NSW drivers who threaten lives by using mobile phones behind the wheel risk being caught by unmarked cameras as new technology rolls out across the state.
However, drivers captured flouting the law will initially be spared punishment during a three-month grace period which will see them receive a warning letter only.
Transport Minister Andrew Constance says the world-first technology targeting phone use via fixed and mobile trailer-mounted cameras would roll out from Sunday, December 1.
It follows a six-month trial which caught more than 100,000 drivers.
"It's stupid, it's dangerous, it'll kill someone - and people are not getting the message," Mr Constance told reporters on Friday, November 29.
"Driving with a mobile phone is like driving drunk. Driving with a mobile phone is equivalent to .08 behind the wheel of a car and that's why we're now being hard and fast on this."
"Driving with a mobile phone is like driving drunk."
Mr Constance said the grace period was fair and the state government was "being kind in that regard".
"We want people to get the warning letter and change their behaviour immediately, which I believe will happen," he said.
Police will still enforce illegal phone use and issue infringements as usual during the grace period.
About 45 cameras will ultimately be rolled out across Sydney and regional NSW on December 1. They won't be marked by signage.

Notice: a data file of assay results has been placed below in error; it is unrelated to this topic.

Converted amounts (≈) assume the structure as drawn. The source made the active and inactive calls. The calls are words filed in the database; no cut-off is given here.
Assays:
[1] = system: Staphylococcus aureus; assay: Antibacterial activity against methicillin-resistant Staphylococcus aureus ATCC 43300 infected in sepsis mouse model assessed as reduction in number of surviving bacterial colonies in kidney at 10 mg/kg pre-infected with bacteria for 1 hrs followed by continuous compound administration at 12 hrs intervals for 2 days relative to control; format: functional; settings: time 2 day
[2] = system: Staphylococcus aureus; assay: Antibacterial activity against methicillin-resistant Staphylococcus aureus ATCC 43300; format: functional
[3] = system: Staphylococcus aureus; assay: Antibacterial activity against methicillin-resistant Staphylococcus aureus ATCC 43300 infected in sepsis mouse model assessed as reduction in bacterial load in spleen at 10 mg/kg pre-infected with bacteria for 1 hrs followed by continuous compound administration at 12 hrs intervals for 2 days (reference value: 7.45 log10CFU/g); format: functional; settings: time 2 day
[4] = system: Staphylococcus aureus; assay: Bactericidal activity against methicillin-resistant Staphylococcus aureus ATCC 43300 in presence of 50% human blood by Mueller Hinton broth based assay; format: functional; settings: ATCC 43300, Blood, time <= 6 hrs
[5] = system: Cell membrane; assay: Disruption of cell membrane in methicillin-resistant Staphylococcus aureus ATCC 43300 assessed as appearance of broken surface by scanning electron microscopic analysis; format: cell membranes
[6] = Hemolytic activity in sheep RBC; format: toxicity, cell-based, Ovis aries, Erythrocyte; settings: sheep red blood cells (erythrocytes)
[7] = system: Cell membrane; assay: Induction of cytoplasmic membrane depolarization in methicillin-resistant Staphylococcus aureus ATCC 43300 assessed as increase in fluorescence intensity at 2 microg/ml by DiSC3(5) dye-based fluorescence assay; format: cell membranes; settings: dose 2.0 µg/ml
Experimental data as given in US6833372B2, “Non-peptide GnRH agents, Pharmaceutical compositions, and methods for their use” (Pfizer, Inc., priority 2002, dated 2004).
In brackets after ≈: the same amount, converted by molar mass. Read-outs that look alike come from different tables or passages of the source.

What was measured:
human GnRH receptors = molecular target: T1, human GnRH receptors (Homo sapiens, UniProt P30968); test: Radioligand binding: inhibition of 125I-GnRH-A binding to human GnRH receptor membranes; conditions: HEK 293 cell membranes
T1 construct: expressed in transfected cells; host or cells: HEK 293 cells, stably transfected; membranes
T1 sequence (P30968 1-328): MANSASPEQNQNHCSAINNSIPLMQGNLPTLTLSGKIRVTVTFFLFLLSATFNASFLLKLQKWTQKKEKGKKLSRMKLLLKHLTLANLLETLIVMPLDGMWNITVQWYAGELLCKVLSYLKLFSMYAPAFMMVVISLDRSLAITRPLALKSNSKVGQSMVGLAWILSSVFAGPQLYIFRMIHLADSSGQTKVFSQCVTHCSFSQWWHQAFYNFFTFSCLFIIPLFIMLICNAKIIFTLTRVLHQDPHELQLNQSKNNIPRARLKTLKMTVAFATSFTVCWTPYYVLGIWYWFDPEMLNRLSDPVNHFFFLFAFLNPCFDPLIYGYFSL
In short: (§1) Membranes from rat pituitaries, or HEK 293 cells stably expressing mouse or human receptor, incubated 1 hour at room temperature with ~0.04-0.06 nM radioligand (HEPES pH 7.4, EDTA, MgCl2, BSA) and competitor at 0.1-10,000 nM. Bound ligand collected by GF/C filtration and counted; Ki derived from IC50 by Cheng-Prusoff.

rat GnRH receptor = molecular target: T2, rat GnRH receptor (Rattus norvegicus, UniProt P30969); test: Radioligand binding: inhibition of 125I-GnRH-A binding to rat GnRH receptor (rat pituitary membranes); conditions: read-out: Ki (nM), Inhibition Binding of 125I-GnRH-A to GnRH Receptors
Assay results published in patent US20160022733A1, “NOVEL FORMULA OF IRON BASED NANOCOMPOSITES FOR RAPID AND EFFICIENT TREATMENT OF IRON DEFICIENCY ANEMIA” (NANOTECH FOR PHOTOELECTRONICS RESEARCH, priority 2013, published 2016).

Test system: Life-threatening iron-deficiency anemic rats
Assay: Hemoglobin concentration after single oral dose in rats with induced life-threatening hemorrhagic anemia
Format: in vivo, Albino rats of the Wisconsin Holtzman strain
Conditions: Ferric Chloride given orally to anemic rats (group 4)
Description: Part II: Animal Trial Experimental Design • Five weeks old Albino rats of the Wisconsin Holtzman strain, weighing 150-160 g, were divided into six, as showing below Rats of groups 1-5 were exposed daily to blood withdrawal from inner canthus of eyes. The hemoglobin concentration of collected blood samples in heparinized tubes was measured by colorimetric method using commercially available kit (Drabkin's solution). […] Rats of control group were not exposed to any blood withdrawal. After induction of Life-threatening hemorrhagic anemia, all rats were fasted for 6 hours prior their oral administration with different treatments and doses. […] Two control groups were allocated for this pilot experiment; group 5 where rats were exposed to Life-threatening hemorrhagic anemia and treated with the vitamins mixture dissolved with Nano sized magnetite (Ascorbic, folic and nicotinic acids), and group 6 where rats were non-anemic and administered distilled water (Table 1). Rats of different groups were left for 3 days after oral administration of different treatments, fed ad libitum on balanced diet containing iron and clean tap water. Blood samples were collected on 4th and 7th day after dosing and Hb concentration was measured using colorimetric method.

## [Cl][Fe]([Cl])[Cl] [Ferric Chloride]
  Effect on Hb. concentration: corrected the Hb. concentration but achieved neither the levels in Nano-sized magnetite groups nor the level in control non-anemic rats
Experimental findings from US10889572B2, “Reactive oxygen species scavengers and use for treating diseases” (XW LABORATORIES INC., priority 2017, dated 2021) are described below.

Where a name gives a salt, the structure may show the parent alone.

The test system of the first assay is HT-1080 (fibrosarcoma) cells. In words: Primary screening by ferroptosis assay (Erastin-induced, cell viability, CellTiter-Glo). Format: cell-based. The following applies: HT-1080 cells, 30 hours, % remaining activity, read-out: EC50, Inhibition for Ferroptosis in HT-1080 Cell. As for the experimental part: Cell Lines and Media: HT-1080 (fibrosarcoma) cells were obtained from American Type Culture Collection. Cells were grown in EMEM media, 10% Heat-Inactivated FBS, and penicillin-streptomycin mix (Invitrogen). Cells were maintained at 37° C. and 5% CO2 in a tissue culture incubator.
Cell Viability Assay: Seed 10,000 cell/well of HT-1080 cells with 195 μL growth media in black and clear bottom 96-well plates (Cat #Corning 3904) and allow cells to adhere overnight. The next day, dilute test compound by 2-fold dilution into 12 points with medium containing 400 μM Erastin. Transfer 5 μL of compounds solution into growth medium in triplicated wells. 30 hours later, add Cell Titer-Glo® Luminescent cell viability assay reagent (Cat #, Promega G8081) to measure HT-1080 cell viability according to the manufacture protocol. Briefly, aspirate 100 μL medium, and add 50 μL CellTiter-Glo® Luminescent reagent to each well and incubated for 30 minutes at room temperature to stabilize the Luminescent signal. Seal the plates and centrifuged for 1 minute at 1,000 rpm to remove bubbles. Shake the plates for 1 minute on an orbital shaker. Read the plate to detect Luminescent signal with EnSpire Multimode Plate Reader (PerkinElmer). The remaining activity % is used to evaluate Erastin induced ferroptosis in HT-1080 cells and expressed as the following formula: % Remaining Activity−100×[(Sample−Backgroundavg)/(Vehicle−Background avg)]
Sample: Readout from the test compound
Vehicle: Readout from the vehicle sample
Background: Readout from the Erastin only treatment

What's the penalty?
At the conclusion of the warning period, drivers will be fined $344 - or $457 if caught in a school zone - and lose five demerit points.
Drivers can legally use phone cradles and make and receive phone calls through Bluetooth, Mr Constance said.
He said images would be destroyed within an hour of them being taken if phones weren't detected via an algorithm.
If mobiles were present, the images would then be considered by two qualified professionals.
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Regional Roads Minister Paul Toole says an estimated 135 million vehicle checks will be performed annually under the program by 2023.
NSW Centre for Road Safety executive director Bernard Carlon says modelling shows the cameras could prevent 100 fatal and serious injury crashes over five years.